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To avoid the problems encountered with  GM food, scientists need to define ‘synthetic biology’ clearly and quickly and ensure it is properly regulated, writes Dr Kerstin Elbing

The Biologist 62(1) p9

Synthetic biology is one of the most exciting and rapidly evolving fields of the biosciences. It is moving so quickly, in fact, that its exact definition has yet to be decided.

Others, however, have started to define it for us. This summer, an alliance of German organisations opposing animal research as well as gene technology informed ministers, politicians and the public that so-called synthetic gene technology would be bad news for laboratory animals. According to the alliance, existing gene technology research “generally may have negative consequences for the animal” and has led to an increasing number of laboratory animals used in research. It also said that synthetic gene technology would enforce and accelerate the use of animals even further.

The group demanded a fundamental review of ethical guidelines, claiming that the genetic identity and integrity of animals is compromised by the new technology of synthetic biology.

The European Commission has also initiated a discussion on synthetic biology to establish the EU’s position in this complex field of research and its possible applications. In June, three different scientific committees launched their own first preliminary opinion on synthetic biology, or synbio. According to their report: “Synbio is the application of science, technology and engineering to facilitate and accelerate the design, manufacture and/or modification of genetic materials in living organisms to alter living or non-living materials.”

The German Life Sciences Association (VBIO) has since pointed out that this definition is too broad and lacks discrete, scientific criteria to distinguish synthetic biology from conventional gene technologies, or even plant breeding. Under this definition, some research activities might be mislabelled as synthetic biology, although they are already well regulated by EU or national legislations. VBIO suggests the definition could be improved by greater dialogue with academic and industrial researchers. It should focus on the construction of completely new pathways using multiple genes from different species or de novo synthesis of living entities. In case emerging genetic tools challenge the existing regulations  of gene technology, the latter  ones might be adapted within a separate rationale.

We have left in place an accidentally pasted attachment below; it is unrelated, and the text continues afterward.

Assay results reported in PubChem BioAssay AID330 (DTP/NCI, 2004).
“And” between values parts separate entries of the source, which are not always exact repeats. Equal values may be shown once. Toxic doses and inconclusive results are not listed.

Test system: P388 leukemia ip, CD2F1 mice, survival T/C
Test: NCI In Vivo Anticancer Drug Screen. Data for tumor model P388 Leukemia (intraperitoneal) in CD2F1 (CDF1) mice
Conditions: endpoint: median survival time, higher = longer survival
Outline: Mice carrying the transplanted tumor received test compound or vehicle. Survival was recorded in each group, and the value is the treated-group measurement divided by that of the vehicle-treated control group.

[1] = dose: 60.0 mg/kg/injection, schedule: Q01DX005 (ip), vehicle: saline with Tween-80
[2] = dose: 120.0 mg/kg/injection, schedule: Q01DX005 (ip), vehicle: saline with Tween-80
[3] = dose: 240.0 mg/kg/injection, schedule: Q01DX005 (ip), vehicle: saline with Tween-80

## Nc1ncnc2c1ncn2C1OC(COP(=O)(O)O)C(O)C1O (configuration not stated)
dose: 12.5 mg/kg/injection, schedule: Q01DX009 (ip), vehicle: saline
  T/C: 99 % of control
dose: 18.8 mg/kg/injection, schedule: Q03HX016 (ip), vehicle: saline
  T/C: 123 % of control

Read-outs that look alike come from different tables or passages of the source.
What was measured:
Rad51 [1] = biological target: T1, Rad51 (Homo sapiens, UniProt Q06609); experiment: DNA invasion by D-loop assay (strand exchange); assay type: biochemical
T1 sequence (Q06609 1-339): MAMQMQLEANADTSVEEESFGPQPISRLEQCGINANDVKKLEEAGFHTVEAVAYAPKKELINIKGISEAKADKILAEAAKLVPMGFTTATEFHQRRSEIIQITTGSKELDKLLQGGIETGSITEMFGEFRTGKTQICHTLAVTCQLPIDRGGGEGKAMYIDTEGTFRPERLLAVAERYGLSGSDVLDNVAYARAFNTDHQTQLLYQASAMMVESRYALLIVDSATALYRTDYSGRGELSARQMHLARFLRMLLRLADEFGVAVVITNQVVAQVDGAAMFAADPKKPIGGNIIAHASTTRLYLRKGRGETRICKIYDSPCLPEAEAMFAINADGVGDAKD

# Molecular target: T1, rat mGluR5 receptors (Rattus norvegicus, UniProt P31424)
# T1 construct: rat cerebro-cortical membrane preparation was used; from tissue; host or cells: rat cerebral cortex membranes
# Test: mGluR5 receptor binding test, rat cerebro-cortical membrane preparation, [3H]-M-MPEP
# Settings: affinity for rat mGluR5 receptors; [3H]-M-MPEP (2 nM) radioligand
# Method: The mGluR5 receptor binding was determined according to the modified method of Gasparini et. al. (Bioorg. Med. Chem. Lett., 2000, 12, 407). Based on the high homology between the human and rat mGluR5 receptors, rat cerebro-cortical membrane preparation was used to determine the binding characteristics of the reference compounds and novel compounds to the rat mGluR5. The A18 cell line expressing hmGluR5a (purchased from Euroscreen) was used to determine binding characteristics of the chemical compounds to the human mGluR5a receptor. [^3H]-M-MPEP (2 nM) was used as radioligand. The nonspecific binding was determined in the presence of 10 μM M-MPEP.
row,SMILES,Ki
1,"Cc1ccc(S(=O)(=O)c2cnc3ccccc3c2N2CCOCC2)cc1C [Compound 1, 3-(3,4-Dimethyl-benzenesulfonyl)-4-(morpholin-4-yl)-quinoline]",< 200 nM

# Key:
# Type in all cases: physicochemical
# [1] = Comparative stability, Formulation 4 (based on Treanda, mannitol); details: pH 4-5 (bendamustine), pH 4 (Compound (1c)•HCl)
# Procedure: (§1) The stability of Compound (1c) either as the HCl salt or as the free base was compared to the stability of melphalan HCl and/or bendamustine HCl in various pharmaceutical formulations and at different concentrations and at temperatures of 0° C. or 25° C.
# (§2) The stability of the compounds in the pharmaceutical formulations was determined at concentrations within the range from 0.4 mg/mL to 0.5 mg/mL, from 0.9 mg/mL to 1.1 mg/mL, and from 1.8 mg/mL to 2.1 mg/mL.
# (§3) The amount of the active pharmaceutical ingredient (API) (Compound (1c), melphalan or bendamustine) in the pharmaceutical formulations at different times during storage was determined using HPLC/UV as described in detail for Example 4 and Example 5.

However, reading the EU definition twice, one doubts whether it is possible to find a suitable description. On the one hand, there is a strong need for a practicable and accurate definition; on the other, synthetic biology is evolving extremely quickly and, therefore, any kind of definition has to remain preliminary. Synthetic biology may influence medicine, agriculture, renewable energy, economy and other fields, hence requires a sensible discussion with various stakeholders, including economists and citizens.

This debate must be driven by biologists. Scientists as well as citizens should avoid running into a similar dead end as we have done in Germany with GM plant technologies. But how can we ensure a fair dispute on this complex and fast evolving issue in a way that is suitable for both scientists and the broader public?

The public is already struggling to gain a good understanding around biology. The situation  is not expected to improve, at  least in Germany, since biology  has been dramatically diminished throughout schools’ curricula. If modern biosciences require critical observation, a comprehensive education is a key element in  this process.

Working on a smart definition will be a process rather than a decision and it may take more time than we might expect. But time to deliver an operable definition is running out. Risk assessment methodologies, safety measurements and subsequent regulations are already on their way. They will be addressed in a second consultation recently announced by the EU Commission. If defining synthetic biology is already challenging, the discussion around regulation will become even more problematic – especially if inaccurate or out-of-date definitions of synthetic biology are all we have.

Dr Kerstin Elbing is head of science and society at the German Life Sciences Association (VBIO).

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